I’m sure many of you have had this dilemma – you fancy doing something but your partner wants something different. On one occasion with Chris in North Wales, I wanted to do the Nantlle Ridge but she fancied an exhibition at the Tate Modern Gallery in Liverpool. The compromise was fairly simple. We parked the camper near the start of the ridge, and I set my alarm for 0530. By 0600 I was out on the hill having a great time, and four hours after that was back at the van to be welcomed with coffee and a hot bacon ‘sarnie’ – wearing a highly visible red top has its advantages! Four hours later we were at the gallery.
I’m in the “Don’t know much about art, but I know what I like” school. One artist I do admire, though, is the internationally acclaimed Andy Goldsworthy, mainly for the way he works with nature and natural objects. Between 1996 and 2003, Goldsworthy completed a major art project in Cumbria consisting of 46 sheepfolds. I knew the location of one of these folds, tucked away in a lonely valley in the Howgill Fells, and it seemed a good ‘hook’ to hang a walk on.
Mind you, it might not have happened. The forecast for the previous three days had said that Wednesday was going to be fine and even sunny. In West Yorkshire, though, we woke up to low cloud and leaden skies. If we hadn’t arranged to meet up with my mate John Bamber, the project might well have been put on hold, but ‘travelling hopefully’ did the trick. By Skipton the clouds were higher, and by Kirkby Lonsdale we had clear skies – to think that we could so easily have bailed out.
The Howgills are one of the most viewed groups of hills in the UK – every day literally thousands of people drive by them, between junctions 37 and 38 on the M6 Motorway. Many would regard this as the most scenic stretch of Motorway in the country, yet the hills are quiet and hardly visited. Mind you, these hills have a serious identity crisis – although included in the Yorkshire Dales National Park they are actually in the county of Cumbria.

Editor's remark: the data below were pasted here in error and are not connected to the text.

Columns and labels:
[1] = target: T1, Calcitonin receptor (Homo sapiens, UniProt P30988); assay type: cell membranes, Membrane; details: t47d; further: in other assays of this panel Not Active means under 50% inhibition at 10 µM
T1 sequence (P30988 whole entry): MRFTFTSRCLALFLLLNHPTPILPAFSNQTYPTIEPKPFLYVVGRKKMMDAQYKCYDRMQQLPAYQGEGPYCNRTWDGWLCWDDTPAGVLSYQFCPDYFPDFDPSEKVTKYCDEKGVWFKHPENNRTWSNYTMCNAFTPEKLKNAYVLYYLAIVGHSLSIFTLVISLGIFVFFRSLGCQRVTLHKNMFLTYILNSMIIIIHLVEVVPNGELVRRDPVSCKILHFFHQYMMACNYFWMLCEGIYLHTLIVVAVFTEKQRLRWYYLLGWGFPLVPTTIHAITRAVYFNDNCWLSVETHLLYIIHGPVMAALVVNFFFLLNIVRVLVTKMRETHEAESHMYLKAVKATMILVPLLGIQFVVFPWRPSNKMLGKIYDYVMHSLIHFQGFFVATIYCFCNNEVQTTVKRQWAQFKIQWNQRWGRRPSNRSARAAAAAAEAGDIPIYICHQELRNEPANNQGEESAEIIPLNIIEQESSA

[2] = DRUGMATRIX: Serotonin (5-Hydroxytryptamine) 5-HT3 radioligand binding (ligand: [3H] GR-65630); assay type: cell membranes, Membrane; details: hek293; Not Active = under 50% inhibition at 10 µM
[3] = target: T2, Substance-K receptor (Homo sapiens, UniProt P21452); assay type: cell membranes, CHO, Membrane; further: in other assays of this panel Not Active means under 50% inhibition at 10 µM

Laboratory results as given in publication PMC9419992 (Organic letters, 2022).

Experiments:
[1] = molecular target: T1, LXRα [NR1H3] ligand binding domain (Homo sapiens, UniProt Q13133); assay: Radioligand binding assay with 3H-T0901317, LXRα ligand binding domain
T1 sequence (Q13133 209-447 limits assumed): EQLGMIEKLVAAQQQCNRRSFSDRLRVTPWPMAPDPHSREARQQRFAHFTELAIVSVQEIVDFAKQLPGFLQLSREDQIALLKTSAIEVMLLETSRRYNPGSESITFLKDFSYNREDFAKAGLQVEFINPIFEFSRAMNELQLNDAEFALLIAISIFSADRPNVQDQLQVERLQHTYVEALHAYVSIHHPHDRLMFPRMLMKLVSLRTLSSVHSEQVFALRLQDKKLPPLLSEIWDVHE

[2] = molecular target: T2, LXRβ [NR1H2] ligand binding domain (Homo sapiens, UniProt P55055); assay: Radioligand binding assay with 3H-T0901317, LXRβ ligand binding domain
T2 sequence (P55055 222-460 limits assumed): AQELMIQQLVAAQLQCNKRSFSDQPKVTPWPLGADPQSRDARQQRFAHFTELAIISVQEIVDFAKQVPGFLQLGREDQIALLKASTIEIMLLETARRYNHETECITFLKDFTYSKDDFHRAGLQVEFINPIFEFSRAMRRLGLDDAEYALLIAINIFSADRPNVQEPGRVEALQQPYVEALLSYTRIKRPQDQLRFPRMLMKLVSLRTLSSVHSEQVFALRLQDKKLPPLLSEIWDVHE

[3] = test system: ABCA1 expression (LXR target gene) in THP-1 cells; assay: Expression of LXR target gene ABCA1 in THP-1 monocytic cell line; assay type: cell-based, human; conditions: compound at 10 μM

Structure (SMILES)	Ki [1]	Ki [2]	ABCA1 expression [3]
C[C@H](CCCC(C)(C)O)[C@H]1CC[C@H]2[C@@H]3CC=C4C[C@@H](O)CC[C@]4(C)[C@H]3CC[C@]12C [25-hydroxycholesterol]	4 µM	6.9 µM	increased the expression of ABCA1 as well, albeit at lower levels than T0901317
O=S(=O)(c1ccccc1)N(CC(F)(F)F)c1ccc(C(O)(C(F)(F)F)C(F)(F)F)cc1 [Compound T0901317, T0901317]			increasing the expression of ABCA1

We started out from the Cross Keys, between Sedburgh and Kirkby Stephen. If you are seeking solace in strong drink, the Cross Keys isn’t for you – it’s a temperance pub! Where you will find solace, though, is in the scenery. The Howgills are mostly rolling, grassy hills without drama, but there are one or two surprises. One of these is the magnificent Cautley Spout, which never fails to impress.
The highest waterfall in England is underground in Gaping Gill, but Cautley Spout is the highest above ground, falling for almost 200 metres down a series of rock steps. The sheepfold we were heading for is next to Red Gill Beck, which is one of the streams feeding the cascades, and the first part of the route picked a way up a steep path on the right of the falls. Steep is the word – in about 600 metres linear distance the path gains about 200 metres of height, which is an average gradient of 1 in 3. Some individual sections are steeper.
From the top of the falls, an easy meander of 600 metres up the beck brought us to the fold. It’s a washfold restored by Goldsworthy, with the addition of a pyramid shaped cairn at one corner to commemorate the foot-and-mouth disaster of 2001, and to mark a renewal in sheep farming. The isolated nature of the fold makes it a quiet, unspoiled spot. Impressive as Goldsworthy’s work is, it’s also worth remembering the farmers who built the original fold.
This was more than just a trip to a gallery, though, and more grandeur was to come. We retraced our steps to the top of the falls, then followed the narrow path (not shown on the map) that skirts the top of Cautley Crags. The views were impressive, as was the drop to our left – not a place to stumble! When the crags faded out we struck off over the flat untracked ridge of Great Dummacks to Calders.
From Calders an easy rolling path took us to The Calf, at 676 metres the highest top in the Howgills. The panorama here is stunning, though today we found the views obscured somewhat by what appeared to be a temperature inversion. John and I enjoyed the game of “Spot the mountain”, made more entertaining when you can only see the topmost section of the mountain in question – we both picked out the Scafells fairly quickly, but Helvellyn had us scratching our heads for a minute or so.
An easy walk along good paths took us to another steep and untracked section leading down to Bowderdale Head, where we joined another good path back down to the valley and “the pub with no beer”. Well you can’t have everything, and the warmest hill-day so far this year, together with great views, made this particular compromise acceptable.
Text and images © Paul Shorrock – Images tagged (JB) © John Bamber